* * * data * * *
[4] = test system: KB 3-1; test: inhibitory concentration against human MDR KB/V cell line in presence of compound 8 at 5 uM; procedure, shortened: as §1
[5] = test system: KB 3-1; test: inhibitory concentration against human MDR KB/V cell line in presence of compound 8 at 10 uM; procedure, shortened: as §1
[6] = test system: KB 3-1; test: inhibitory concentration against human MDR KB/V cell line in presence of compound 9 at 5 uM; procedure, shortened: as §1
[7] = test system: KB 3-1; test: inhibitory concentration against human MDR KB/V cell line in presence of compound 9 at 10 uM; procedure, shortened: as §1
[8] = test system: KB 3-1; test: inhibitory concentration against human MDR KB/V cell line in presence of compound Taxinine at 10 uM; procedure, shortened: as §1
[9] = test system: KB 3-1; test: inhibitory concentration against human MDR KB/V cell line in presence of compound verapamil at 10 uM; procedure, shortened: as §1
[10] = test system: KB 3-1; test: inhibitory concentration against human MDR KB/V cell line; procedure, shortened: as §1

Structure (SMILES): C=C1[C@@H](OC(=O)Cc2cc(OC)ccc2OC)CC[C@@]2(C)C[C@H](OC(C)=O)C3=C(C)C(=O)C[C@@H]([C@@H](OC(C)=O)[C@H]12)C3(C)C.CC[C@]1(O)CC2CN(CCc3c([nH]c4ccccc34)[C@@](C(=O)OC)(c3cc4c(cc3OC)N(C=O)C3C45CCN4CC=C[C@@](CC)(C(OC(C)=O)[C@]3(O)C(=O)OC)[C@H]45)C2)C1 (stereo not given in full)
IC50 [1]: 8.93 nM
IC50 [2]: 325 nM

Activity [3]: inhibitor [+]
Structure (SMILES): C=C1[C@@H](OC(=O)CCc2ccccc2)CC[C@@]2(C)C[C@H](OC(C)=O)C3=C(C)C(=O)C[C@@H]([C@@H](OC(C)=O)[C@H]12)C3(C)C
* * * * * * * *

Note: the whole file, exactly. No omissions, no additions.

[4] = test system: KB 3-1; test: inhibitory concentration against human MDR KB/V cell line in presence of compound 8 at 5 uM; procedure, shortened: as §1
[5] = test system: KB 3-1; test: inhibitory concentration against human MDR KB/V cell line in presence of compound 8 at 10 uM; procedure, shortened: as §1
[6] = test system: KB 3-1; test: inhibitory concentration against human MDR KB/V cell line in presence of compound 9 at 5 uM; procedure, shortened: as §1
[7] = test system: KB 3-1; test: inhibitory concentration against human MDR KB/V cell line in presence of compound 9 at 10 uM; procedure, shortened: as §1
[8] = test system: KB 3-1; test: inhibitory concentration against human MDR KB/V cell line in presence of compound Taxinine at 10 uM; procedure, shortened: as §1
[9] = test system: KB 3-1; test: inhibitory concentration against human MDR KB/V cell line in presence of compound verapamil at 10 uM; procedure, shortened: as §1
[10] = test system: KB 3-1; test: inhibitory concentration against human MDR KB/V cell line; procedure, shortened: as §1

Structure (SMILES): C=C1[C@@H](OC(=O)Cc2cc(OC)ccc2OC)CC[C@@]2(C)C[C@H](OC(C)=O)C3=C(C)C(=O)C[C@@H]([C@@H](OC(C)=O)[C@H]12)C3(C)C.CC[C@]1(O)CC2CN(CCc3c([nH]c4ccccc34)[C@@](C(=O)OC)(c3cc4c(cc3OC)N(C=O)C3C45CCN4CC=C[C@@](CC)(C(OC(C)=O)[C@]3(O)C(=O)OC)[C@H]45)C2)C1 (stereo not given in full)
IC50 [1]: 8.93 nM
IC50 [2]: 325 nM

Activity [3]: inhibitor [+]
Structure (SMILES): C=C1[C@@H](OC(=O)CCc2ccccc2)CC[C@@]2(C)C[C@H](OC(C)=O)C3=C(C)C(=O)C[C@@H]([C@@H](OC(C)=O)[C@H]12)C3(C)C